Are you suffering a pinched nerve from scoliosis? You are not alone. Severe spinal curvatures have the potential to reduce the patency of the neural foramina, causing the ideal circumstances for a compressive neuropathy to occur. However, it must be noted that these scenarios are rather rare, as most scoliosis is asymptomatic and innocent of causing any pathology in the spine. Furthermore, some cases of pinched nerves are unfairly and incorrectly blamed on scoliotic formations, leading to misdiagnosis, contraindicated and ineffective treatment, as well as disappointing therapeutic outcomes.
This treatise explores the possibility of scoliosis creating pinched nerves in the spine. We will examine how compressive neuropathies can be caused by atypical side to side spinal curvatures, as well as the scenarios when scoliosis is mistakenly judged to be the origin of neuropathy symptoms.
Pinched Nerve from Scoliosis Mechanism
Scoliosis bends the spine abnormally, causing the vertebral bones to meet at odd angles instead of adjoining flat surfaces and misaligning the central spinal canal. Since the vertebrae do not line up as naturally engineered, there are likely to be great discrepancies in foraminal size and patency bilaterally at any particular spinal level. In essence, at active areas of curvature in any particular vertebral level, one side of the spine will face into the curvature, decreasing the available space in that neural foramen, while the opposite side will face away from the curve and will likely feature larger than typical neural foramen.
Nerve roots that exit towards the interior of the curvature have a far greater chance of being compressed by less patent foraminal openings. Meanwhile, nerve roots that exit towards the exterior of the curvature will virtually never suffer impingement.
The mechanism of action for these compressive neuropathies is simple reduction in the available space through which the nerve root can exit the spine, due to closer proximity to the edge of the adjacent vertebral bone on the interior of the curvature. This process is called foraminal stenosis.
Misdiagnosed Pinched Nerve
Certainly one can deduce from any imaging study of a scoliotic spine that the neural foramen will be narrower on the interior of the curvature. The greater the degree of curvature, the more this fact becomes apparent. However, the neuroforamen are usually more than large enough to allow safe passage of the nerve root, even when their patency is decreased by 90% or more. This is a proven scientific fact. Most enlightened doctors now agree that in order for a nerve root to suffer compression, virtually the entire foraminal opening would have to be blocked.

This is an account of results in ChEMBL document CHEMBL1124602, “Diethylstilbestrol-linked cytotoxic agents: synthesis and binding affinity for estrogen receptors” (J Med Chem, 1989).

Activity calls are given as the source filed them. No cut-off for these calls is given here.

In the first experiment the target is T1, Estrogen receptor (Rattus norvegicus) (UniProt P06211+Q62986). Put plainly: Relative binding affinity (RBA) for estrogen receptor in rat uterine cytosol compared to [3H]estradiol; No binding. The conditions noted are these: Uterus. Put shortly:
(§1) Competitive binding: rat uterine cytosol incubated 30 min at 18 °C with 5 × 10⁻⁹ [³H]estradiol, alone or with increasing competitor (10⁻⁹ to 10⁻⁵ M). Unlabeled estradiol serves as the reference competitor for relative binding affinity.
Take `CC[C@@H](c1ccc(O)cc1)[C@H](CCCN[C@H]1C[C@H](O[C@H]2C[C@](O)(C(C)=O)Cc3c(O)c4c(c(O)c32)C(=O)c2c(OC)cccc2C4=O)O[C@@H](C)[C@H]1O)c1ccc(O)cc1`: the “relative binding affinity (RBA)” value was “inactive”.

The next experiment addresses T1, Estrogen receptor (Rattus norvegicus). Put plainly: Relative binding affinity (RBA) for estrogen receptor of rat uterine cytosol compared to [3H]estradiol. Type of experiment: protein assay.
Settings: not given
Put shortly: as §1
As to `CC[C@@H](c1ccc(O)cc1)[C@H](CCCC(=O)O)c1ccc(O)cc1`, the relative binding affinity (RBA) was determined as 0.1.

Most mild to moderate scoliosis simply does not have the potential to cause such impediments all by itself. However, this does not prevent many patients with incidental symptoms from being diagnosed with neurological compression due to their atypical curvature. Treatment for these conditions generally yields poor outcomes, since there is another underling cause of symptomology, with the scoliosis merely acting as a convincing scapegoat.
Pinched Nerve from Scoliosis Solutions
Pinched nerves can definitely occur due to scoliosis alone, when the curvature is very severe and bends the vertebral column in extreme ways. However, it is far more common that scoliosis patients might suffer true compressive neuropathies as a result of a combination of factors working together, including scoliosis, as well as scoliotic-driven and typical versions of degenerative disc disease, herniated discs, spinal osteoarthritis, vertebral rotation and changes in lordosis or kyphosis at the same levels.
Remember that foraminal narrowing is universal and expected in the neck and lower back, but can occur anywhere in the spine. Most cases will never compress a nerve, although some instances will completely seal the foramen, eliciting symptoms. Side to side spinal curves certainly do increase the incidence of this occurrence, so scoliosis patients do demonstrate heightened risks for pinched nerve development compared to people without spinal curvature abnormalities. However, the occurrence of pinched nerves is still rare and is usually limited to patients with severe cases of scoliosis, as well as other severe forms of spinal deterioration that have significantly influenced the patency of the neural foramina.